ADB Says Aid Plan for Railway Evictees Still Under Negotiation

The Asian Development Bank (ADB) on Wednesday insisted that the Cambodian government has not turned down any of its recommendations for helping thousands of families hurt by a bank-funded project, claiming that talks over how to compensate and support the families were still underway.

Last week, the bank released a plan it had worked out with the government to help the roughly 4,000 families affected by its $143 million project to rehabilitate the country’s railway tracks, including 1,000 families forced to relocate and take on debilitating levels of debt to cover the move.

According to the plan, the government agreed to most of the bank’s recommendations, including upgrading the roads, clinics and other facilities at the relocation sites and paying the families additional compensation.

But the plan also says that the government “does not agree” to cover the families for the income they have lost out on since moving to relocation sites or to set up a program to help the families pay off their new debts.

On Wednesday, however, ADB spokesperson Karen Palmer denied that the government had “turned down” the recommendations.

“We simply have not yet reached agreement on how to implement all the actions to address the recommendations,” she said.

Despite the government not agreeing to help with the ADB’s recommended “debt workout scheme,” the plan adds that the ADB was free to come up with its own mechanism with the help of a microfinance institution, an NGO or someone else.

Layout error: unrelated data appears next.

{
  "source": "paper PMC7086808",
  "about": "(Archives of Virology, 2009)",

Ms. Palmer said the bank had not yet decided what to do about the debt and that the issue was “still being discussed.”

The affected families and the housing rights groups helping them have criticized the ADB for suggesting that the cost of giving the families the additional compensation they deserve, estimated to cost between $3 million and $4 million, should be covered with another loan from the ADB.

They say the ADB should cover the cost itself now that the bank has accepted responsibility for making families worse off. But Ms. Palmer ruled out that option Wednesday, saying that “rectifying instances of under compensation remain the government’s responsibility.”

Oun Song, an undersecretary of state at the Transportation Ministry responsible for the railway project, declined to comment.

Families have also rebuked the ADB for not consulting with them before releasing the action plan. Now out, it has gotten a mixed response.

Khoun Prum Sarith, who was sent to a relocation site on the outskirts of Phnom Penh, said he was reserving final judgment on the plan until the government decides how much additional compensation to pay him.

“The government did not agree to solve the problem for families who have debt,” he said. “So we have asked the ADB to find a solution for the families because they owe money to the microfinance institutions.”

Pun Nimul, who was resettled to the same site, said she was happy with the plan and would use whatever extra money comes her way to pay down her own debt.

“I am happy with the news about more compensation and I will use it to pay back my creditors,” she said. “I will use the rest of the money for a small business.”,

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